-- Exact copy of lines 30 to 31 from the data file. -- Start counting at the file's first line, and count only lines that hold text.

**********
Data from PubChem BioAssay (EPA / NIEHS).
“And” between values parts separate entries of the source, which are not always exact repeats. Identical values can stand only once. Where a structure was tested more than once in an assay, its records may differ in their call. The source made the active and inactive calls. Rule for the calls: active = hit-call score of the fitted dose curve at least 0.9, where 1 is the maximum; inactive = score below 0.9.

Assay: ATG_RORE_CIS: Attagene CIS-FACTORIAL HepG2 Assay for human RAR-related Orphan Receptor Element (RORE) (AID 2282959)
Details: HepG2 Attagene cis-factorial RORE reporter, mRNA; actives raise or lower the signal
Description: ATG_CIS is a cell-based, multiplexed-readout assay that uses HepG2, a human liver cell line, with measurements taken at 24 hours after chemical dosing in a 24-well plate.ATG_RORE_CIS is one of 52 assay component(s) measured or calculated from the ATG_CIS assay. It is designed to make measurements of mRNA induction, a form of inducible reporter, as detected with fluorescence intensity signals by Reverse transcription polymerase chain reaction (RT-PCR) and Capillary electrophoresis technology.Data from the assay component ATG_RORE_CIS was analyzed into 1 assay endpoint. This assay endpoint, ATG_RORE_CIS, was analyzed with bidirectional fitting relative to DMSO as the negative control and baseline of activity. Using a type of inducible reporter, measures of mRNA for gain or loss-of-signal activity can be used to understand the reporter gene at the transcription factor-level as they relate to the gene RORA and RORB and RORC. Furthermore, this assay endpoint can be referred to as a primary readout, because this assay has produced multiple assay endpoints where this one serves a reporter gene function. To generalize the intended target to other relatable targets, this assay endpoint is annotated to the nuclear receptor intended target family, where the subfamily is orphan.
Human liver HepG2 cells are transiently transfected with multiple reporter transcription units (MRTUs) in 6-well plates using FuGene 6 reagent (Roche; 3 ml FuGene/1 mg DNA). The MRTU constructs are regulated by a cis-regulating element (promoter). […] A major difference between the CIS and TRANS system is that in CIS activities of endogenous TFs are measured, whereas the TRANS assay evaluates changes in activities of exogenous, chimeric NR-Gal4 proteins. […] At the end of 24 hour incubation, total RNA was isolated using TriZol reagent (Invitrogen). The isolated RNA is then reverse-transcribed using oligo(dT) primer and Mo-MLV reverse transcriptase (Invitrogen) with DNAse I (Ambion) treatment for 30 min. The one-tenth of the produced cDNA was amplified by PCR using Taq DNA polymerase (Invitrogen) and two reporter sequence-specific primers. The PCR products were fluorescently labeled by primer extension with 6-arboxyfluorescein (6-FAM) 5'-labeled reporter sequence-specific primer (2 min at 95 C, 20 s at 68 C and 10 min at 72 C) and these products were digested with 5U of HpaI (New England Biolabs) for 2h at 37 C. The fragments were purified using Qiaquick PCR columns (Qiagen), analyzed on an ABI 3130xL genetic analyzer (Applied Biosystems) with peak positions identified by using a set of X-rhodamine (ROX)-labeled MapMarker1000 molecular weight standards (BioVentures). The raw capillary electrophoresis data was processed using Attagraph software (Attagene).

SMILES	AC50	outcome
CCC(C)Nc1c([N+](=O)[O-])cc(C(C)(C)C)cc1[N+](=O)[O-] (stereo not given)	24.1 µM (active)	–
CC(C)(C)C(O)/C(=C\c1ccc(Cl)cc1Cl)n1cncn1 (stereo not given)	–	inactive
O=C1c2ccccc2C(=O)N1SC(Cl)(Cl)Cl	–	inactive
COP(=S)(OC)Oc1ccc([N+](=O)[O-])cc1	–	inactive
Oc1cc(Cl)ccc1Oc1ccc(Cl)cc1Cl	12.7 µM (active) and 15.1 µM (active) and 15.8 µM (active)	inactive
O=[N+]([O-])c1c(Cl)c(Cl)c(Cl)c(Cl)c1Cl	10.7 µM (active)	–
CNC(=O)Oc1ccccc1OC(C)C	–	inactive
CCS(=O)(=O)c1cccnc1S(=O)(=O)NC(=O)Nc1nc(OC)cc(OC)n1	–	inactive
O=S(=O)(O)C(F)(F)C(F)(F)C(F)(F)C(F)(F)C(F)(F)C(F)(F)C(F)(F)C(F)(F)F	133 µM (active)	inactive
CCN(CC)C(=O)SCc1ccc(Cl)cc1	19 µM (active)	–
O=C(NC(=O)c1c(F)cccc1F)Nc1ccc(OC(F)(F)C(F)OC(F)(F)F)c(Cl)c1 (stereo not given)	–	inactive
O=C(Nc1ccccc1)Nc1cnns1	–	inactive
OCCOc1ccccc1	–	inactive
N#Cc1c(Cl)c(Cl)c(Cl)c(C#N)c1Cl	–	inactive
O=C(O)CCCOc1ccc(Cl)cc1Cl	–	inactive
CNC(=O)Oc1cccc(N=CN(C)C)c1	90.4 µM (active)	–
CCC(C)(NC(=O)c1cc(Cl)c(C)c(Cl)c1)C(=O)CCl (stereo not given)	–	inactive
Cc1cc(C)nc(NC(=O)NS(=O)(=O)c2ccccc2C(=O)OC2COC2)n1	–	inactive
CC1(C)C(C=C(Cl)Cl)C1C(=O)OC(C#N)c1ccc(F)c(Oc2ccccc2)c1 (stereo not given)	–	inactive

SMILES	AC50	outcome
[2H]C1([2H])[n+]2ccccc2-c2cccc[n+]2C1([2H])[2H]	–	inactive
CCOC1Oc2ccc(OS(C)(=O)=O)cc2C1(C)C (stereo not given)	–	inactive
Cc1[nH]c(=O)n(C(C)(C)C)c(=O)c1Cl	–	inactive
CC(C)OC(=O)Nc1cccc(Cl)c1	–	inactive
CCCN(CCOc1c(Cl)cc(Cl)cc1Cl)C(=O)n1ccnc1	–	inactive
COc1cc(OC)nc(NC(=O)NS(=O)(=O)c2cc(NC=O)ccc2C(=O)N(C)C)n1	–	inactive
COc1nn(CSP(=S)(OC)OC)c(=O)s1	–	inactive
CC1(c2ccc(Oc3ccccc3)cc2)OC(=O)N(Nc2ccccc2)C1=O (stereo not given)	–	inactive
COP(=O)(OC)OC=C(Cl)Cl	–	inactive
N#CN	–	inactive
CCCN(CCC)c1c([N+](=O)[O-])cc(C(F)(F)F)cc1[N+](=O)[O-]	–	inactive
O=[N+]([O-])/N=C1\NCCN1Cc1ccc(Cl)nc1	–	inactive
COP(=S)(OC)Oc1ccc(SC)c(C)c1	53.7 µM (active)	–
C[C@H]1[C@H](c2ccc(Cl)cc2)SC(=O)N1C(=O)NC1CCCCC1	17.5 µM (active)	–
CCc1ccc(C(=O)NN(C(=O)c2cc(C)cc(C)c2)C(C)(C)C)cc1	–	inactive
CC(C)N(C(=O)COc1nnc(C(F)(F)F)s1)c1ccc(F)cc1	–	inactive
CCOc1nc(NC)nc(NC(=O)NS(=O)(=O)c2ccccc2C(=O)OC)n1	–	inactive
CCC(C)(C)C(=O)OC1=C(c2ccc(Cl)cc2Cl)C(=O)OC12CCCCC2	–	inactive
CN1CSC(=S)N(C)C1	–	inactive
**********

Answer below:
Cc1[nH]c(=O)n(C(C)(C)C)c(=O)c1Cl	–	inactive
CC(C)OC(=O)Nc1cccc(Cl)c1	–	inactive